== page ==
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This article was published 5/3/2013 (1300 days ago), so information in it may no longer be current.
Engineering regulators have launched a formal investigation to determine who forged a seal on blueprints for several Winnipeg homes.
Manitoba's Association of Professional Engineers has decided to probe who falsified blueprints for Hollywood Homes Inc.'s properties on Pritchard Avenue, Bowman Avenue and Chevrier Boulevard. City officials recently revoked the company's building permits for the three homes after they discovered submitted drawings were deliberately altered to indicate they were approved by an engineer.
Families are currently living in two of the homes. Arnel Mercado's family is one of them. Mercado said he thought there were no issues with his home at 695 Pritchard Ave. until he decided to renovate the basement in November. When he applied for a permit, he said, a city inspector told him the home never had a final inspection of its construction.
Hollywood Homes Inc. owner Dave Haner alleged he purchased the blueprints with a false engineering seal from a city building inspector.
City of Winnipeg building inspector Sig Steinhilber does freelance design work for InterPro Building Design Service, a local company registered to his wife.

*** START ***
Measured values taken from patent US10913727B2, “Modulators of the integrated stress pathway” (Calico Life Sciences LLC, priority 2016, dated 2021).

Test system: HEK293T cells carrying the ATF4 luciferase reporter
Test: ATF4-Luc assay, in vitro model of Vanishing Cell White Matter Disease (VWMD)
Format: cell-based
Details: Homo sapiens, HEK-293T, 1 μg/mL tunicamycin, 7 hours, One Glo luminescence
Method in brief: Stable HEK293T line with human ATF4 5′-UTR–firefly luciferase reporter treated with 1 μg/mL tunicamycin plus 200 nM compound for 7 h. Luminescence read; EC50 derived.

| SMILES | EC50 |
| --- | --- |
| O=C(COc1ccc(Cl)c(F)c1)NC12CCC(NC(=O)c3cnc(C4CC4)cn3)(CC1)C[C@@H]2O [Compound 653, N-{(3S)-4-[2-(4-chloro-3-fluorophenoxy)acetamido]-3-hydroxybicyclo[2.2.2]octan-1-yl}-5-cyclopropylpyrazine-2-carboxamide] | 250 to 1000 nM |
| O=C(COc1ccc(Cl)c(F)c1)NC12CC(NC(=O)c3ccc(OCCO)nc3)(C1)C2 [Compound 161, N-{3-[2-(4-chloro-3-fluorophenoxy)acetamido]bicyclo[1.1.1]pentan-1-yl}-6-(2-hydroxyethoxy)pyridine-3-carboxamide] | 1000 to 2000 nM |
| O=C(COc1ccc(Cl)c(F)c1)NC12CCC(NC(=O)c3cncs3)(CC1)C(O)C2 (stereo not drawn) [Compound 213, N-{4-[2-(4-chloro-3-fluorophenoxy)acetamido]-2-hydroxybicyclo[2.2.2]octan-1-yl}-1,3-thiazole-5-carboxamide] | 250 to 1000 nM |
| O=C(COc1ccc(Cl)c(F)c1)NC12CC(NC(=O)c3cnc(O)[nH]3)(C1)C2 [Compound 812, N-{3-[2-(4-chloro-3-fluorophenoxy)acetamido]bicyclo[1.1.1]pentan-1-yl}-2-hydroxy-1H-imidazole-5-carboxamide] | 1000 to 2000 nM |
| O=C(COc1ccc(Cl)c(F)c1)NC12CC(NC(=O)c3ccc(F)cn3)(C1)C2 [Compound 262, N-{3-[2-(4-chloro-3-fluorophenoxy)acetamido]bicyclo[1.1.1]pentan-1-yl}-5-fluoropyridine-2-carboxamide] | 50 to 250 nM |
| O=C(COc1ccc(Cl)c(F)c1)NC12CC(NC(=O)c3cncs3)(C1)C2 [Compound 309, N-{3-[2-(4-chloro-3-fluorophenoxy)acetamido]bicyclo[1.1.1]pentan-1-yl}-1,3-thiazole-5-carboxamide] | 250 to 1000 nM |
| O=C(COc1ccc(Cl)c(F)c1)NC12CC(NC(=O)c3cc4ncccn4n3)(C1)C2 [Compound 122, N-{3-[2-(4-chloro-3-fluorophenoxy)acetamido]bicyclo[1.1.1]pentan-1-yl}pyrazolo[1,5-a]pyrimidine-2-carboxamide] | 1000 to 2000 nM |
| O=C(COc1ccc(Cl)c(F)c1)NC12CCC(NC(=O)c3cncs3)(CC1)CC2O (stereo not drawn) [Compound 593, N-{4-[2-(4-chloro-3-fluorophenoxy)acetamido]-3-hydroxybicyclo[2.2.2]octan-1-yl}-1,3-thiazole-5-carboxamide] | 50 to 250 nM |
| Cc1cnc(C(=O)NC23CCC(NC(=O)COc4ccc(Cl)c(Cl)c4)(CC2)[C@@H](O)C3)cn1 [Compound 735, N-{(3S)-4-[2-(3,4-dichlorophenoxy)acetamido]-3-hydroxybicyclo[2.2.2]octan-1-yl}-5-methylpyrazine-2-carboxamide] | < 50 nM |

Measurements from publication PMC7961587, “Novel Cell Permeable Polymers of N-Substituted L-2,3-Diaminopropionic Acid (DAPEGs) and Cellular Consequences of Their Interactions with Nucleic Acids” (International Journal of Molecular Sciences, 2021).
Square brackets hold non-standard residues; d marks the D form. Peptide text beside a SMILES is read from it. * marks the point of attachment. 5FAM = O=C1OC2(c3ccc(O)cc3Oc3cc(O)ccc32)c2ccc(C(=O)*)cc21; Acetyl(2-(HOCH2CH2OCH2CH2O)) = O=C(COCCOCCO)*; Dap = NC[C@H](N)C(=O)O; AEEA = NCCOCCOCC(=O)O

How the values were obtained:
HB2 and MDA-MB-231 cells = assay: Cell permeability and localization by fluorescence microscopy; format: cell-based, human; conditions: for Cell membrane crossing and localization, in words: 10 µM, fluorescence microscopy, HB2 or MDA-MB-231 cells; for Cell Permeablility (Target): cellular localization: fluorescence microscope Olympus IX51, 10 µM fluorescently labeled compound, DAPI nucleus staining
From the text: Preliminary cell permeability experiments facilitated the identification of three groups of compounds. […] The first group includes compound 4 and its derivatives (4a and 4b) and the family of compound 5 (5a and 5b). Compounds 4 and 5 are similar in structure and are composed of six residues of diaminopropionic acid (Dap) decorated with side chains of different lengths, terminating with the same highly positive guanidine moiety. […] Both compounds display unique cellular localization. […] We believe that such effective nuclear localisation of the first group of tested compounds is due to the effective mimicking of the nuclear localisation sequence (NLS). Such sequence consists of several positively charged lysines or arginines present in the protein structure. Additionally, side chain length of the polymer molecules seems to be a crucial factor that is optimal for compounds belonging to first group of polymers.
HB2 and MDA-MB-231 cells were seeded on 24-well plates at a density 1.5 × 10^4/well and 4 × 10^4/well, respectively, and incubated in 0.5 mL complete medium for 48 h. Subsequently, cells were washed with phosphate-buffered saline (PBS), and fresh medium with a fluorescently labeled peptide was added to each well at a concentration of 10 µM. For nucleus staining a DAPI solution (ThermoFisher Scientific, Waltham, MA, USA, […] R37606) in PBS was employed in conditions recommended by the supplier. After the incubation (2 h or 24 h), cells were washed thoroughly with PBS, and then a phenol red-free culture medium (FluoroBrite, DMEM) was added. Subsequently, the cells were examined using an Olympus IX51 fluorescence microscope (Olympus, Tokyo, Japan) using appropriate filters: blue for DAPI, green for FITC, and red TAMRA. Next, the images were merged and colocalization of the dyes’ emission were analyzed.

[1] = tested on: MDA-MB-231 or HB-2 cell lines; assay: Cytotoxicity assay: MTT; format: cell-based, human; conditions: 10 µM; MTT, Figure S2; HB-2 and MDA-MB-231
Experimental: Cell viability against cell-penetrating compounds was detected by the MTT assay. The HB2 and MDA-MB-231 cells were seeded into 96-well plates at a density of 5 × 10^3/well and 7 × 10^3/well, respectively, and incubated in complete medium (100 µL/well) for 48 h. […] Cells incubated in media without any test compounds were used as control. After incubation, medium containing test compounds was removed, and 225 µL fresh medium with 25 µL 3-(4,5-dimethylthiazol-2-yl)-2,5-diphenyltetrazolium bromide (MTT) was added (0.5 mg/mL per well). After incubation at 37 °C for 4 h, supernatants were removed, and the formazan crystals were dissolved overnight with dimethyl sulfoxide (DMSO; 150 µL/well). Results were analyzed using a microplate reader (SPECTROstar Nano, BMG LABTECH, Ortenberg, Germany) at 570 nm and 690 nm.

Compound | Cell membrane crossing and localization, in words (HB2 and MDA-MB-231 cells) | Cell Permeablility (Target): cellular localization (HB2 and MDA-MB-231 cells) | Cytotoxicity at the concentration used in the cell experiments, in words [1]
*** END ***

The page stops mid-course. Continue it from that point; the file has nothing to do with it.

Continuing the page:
Haner's allegations have not been proven, and the city is investigating the matter.
Professional standards officer Michael Gregoire said the regulatory body decided to launch its own investigation last week due to the seriousness of the allegations. He said regulators started to receive enough information to examine who forged the seal, though he declined to comment on the specifics of the probe.
Gregoire said any action the association takes will be done through the courts. An individual found guilty could be charged with fraud or fined up to $20,000.
"The difficulty is trying to gather information to pinpoint who forged the signature," he said. "That's the challenge."
Gregoire would not speculate on how long an investigation may take, saying these types of allegations are rare.
To date, no one in Manitoba has been convicted of falsifying an engineer's seal.
Meanwhile, the city is investigating concerns about building-code compliance on one or more of the occupied properties, allegations regarding misuse of professional engineering seals and potential conflict of interest of a city employee.
The City of Winnipeg requires employees to disclose any potential conflict of interest, though officials do not have a way to track how many employees have made such a disclosure to their supervisors or department heads. According to Winnipeg's code of conduct, employees should not engage in any outside business that could interfere with or impair the ability to carry out their civic duties.
Other cities, such as Calgary and Toronto, have similar policies that stipulate employees should avoid involvement with outside interests that conflict with their civic duties.